Zelle had higher ambitions. She had no dance experience and had never performed in the theater, but as a young girl she had traveled with her family and had witnessed local dances in Java and Sumatra. Zelle clearly understood that what was important in her act was not the dance itself, or even her face or figure, but her ability to create an air of mystery about herself. The mystery she created lay not just in her dancing, or her costumes, or the stories she would tell, or her endless lies about her origins; it lay in an atmosphere enveloping everything she did. There was nothing you could say for sure about her—she was always changing, always surprising her audience with new costumes, new dances, new stories. This air of mystery left the public always wanting to know more, always wondering about her next move. Mata Hari was no more beautiful than many of the other young girls who came to Paris, and she was not a particularly good dancer. What separated her from the mass, what attracted and held the public’s attention and made her famous and wealthy, was her mystery. People are enthralled by mystery; because it invites constant interpretation, they never tire of it. The mysterious cannot be grasped. And what cannot be seized and consumed creates power.


In the past, the world was filled with the terrifying and unknowable— diseases, disasters, capricious despots, the mystery of death itself. What we could not understand we reimagined as myths and spirits. Over the centuries, though, we have managed, through science and reason, to illuminate the darkness; what was mysterious and forbidding has grown familiar and comfortable. Yet this light has a price: in a world that is ever more banal, that has had its mystery and myth squeezed out of it, we secretly crave enigmas, people or things that cannot be instantly interpreted, seized, and consumed.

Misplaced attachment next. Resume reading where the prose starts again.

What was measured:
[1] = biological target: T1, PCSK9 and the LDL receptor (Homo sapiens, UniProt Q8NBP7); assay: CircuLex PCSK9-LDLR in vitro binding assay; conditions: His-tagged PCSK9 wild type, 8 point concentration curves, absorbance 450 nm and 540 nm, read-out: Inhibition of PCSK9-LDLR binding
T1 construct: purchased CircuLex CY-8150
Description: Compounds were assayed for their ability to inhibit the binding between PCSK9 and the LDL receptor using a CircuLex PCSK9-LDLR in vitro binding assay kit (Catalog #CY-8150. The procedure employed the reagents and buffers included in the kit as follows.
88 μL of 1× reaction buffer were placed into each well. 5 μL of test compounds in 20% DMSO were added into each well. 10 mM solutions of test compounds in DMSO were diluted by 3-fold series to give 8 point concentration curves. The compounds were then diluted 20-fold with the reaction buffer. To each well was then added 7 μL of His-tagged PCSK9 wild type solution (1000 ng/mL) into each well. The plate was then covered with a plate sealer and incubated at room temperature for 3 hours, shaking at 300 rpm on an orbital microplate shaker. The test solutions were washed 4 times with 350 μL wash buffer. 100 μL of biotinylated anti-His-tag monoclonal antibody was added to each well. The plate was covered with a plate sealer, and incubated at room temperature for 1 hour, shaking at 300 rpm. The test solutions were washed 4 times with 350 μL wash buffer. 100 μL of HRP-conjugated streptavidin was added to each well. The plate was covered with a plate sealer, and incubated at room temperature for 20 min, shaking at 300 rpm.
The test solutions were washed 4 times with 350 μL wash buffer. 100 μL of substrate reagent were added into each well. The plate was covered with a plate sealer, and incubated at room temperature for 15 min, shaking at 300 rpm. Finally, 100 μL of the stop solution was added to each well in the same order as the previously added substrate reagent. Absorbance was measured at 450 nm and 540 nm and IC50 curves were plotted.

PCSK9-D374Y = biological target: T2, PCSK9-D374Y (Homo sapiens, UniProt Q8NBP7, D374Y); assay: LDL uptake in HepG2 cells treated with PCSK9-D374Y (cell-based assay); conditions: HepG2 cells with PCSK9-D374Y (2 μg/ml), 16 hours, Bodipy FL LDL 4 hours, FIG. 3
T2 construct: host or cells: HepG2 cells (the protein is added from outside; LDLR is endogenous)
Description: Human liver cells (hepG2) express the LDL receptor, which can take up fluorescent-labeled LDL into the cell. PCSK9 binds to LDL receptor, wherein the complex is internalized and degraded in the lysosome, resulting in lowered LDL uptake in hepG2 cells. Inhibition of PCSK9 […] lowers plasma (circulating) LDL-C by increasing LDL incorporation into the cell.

That is the power of the mysterious: It invites layers of interpretation, excites our imagination, seduces us into believing that it conceals something marvelous. The world has become so familiar and its

inhabitants so predictable that what wraps itself in mystery will almost always draw the limelight to it and make us watch it.

Do not imagine that to create an air of mystery you have to be grand and awe-inspiring. Mystery that is woven into your day-to-day demeanor, and is subtle, has that much more power to fascinate and attract attention. Remember: Most people are upfront, can be read like an open book, take little care to control their words or image, and are hopelessly predictable. By simply holding back, keeping silent, occasionally uttering ambiguous phrases, deliberately appearing inconsistent, and acting odd in the subtlest of ways, you will emanate an aura of mystery. The people around you will then magnify that aura by constantly trying to interpret you.

Both artists and con artists understand the vital link between being mysterious and attracting interest. Count Victor Lustig, the aristocrat of swindlers, played the game to perfection. He was always doing things that were different, or seemed to make no sense. He would show up at the best hotels in a limo driven by a Japanese chauffeur; no one had ever seen a Japanese chauffeur before, so this seemed exotic and strange.

Lustig would dress in the most expensive clothing, but always with something—a medal, a flower, an armband—out of place, at least in conventional terms. This was seen not as tasteless but as odd and intriguing. In hotels he would be seen receiving telegrams at all hours, one after the other, brought to him by his Japanese chauffeur—telegrams he would tear up with utter nonchalance. (In fact they were fakes, completely blank.) He would sit alone in the dining room, reading a large and impressive-looking book, smiling at people yet remaining aloof.

Within a few days, of course, the entire hotel would be abuzz with interest in this strange man.